Archive for September, 2011
I was intrigued recently to come across an idea that has been used by an English school in Brazil that asked children what they wanted to be when they grew up.
They took the responses and created photo business cards for the children. The result – more kids had a clearer focus of their aspirations and their parents were more enthusiastic about them learning English and signed them up at the English school.
Applying a creative approach to the information available, and making it personal, made all the difference.
With all the different ways marketers can collect and use data these days – it’s when we team it with clever creative thinking that we see the most effective results.
You should never overlook genuine creativity if you want to truly capture your audiences’ attention. Here are two ideas I’ve seen done recently that have managed to surprise, and achieved results.
Intel made it personal brilliantly with their museum of me. What a thrill to walk through your own gallery that is simply all about you. With your permission, they collect all your photos, friends and information from your Facebook account and turn it into your very own personal gallery. Then they take you on a 3D journey through your gallery room by room. All your pictures and thoughts are used to take you on a compelling journey of your life.
With a more down to earth approach, KLM caught our attention recently delighting passengers with little acts of kindness to brighten a traveller’s day. Using Twitter and Foursquare the team were able to find passengers travelling with KLM, and from their public profiles they could find out a little bit about their life to help them choose an appropriate personal (carry-on sized) gift to brighten up their day. Like an apron for the passenger on route to a food blogging conference, a Spanish dictionary for the traveller on his way to Spain, or the Dutch souvenirs for the couple going back to Singapore. This creative way to reach audiences proved a real smile is better than a virtual smiley icon….oh, and it generated 1,000,000 Twitter impressions!
There may not be much that feels genuinely new these days. But there are certainly new ways of doing things to surprise and delight – it just requires a bit of creative thinking, something we at The Crocodile have a bit of an obsession with!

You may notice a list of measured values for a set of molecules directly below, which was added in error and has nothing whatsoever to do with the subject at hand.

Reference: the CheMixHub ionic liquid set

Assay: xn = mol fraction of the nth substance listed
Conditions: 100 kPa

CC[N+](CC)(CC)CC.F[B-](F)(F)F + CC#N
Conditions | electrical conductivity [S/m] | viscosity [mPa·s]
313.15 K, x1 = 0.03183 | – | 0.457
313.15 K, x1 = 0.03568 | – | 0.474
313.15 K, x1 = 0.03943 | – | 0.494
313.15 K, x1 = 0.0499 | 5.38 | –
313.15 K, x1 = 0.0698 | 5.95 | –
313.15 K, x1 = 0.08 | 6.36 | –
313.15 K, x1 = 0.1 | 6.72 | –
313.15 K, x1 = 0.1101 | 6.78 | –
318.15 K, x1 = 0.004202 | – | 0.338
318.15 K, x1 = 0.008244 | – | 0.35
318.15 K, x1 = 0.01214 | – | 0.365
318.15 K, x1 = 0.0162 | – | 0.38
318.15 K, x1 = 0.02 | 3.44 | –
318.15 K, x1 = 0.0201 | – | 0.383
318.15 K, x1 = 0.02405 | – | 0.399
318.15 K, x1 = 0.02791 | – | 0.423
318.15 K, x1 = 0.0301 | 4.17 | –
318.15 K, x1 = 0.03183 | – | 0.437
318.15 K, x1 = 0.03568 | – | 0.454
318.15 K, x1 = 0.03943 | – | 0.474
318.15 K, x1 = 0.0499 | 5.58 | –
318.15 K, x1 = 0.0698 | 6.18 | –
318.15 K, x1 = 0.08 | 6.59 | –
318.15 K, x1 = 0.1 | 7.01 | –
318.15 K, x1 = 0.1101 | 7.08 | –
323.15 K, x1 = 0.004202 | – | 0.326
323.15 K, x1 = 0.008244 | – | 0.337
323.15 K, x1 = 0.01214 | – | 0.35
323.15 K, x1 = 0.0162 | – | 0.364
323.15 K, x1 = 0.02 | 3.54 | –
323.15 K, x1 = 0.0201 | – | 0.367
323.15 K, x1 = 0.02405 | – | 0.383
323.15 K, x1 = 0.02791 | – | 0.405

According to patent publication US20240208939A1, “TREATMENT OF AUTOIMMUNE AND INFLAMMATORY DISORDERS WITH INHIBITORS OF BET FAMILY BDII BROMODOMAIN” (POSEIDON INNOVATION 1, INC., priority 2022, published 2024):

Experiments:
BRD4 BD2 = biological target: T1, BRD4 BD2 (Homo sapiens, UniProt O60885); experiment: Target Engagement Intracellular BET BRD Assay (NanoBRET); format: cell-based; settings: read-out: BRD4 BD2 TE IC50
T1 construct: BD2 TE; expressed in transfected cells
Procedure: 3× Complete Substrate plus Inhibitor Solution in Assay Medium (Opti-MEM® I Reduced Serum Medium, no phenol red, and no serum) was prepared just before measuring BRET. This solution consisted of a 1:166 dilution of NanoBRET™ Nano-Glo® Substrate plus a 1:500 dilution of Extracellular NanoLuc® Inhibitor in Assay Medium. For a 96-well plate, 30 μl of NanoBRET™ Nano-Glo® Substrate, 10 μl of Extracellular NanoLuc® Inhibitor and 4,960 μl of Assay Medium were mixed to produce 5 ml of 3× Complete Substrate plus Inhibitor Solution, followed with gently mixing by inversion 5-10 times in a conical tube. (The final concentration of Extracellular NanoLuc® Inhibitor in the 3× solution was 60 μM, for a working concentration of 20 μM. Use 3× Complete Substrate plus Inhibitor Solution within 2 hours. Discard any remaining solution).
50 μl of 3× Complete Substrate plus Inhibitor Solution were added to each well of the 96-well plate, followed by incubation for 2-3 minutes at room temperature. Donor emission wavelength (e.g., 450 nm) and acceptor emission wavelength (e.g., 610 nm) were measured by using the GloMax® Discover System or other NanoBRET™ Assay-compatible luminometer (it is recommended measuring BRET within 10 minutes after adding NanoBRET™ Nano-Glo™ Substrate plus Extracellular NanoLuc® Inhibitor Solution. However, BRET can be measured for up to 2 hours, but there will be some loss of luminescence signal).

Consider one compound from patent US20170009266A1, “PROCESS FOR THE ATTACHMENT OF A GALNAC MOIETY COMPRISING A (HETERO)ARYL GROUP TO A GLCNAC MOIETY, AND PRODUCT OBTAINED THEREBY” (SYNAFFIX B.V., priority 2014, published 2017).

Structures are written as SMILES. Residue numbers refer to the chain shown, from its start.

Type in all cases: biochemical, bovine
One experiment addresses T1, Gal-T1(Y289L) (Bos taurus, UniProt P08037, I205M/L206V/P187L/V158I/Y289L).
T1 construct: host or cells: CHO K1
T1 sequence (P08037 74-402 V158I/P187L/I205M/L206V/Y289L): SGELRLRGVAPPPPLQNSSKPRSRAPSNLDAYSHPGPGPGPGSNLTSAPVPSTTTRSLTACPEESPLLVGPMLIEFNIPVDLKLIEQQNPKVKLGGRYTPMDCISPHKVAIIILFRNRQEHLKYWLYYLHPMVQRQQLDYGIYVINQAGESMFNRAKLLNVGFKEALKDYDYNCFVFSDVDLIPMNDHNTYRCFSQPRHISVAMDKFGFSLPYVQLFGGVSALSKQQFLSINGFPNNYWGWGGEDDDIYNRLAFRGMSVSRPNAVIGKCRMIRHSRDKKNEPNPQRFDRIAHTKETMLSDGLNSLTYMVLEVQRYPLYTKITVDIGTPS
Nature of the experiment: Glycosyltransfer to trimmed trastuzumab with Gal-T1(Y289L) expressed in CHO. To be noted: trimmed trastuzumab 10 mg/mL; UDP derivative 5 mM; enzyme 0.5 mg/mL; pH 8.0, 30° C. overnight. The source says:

No. 1 – Localisation.
Over the next few weeks and months we will be searching out and commenting on the outlook for social media marketing in 2012. This post will be looking at The Crocodile’s own prediction that localisation will be a key trend.
Localisation means moving away from a one size fits all global approach and adapting social communication to suit different audiences. An example would be targeting a specific offer or discount at customers based in a certain region. You wouldn’t advertise a great offer available in Spain to a customer in the US so why treat social communications any differently?
Localisation can also mean the consideration of different social tools and approaches for different countries and cultures. Facebook, Twitter and LinkedIn are by far the most popular social networking sites in the Western world but barely register in China where sites like QZone and Baidu dominate.
In Japan, Facebook lags behind sites like Mixi and Gree but Twitter is hugely popular, perhaps because in Japanese it is possible to express the equivalent of 260 English characters, an increase of over 85% on Twitter’s 140-character limit. Conversely, in the Philippines a staggering 93.9% of the country’s online population (roughly 25% of the overall population) has signed up to Facebook but only 16% have embraced Twitter*.
Something else to factor in is the different ways people use social networks. Understanding different behaviour profiles is key to the effective planning and delivery of social marketing activity. This infographic from GlobalWebIndex gives an overview of the global state of social networking in 2011 and shows how users differ in their use of social networks around the world.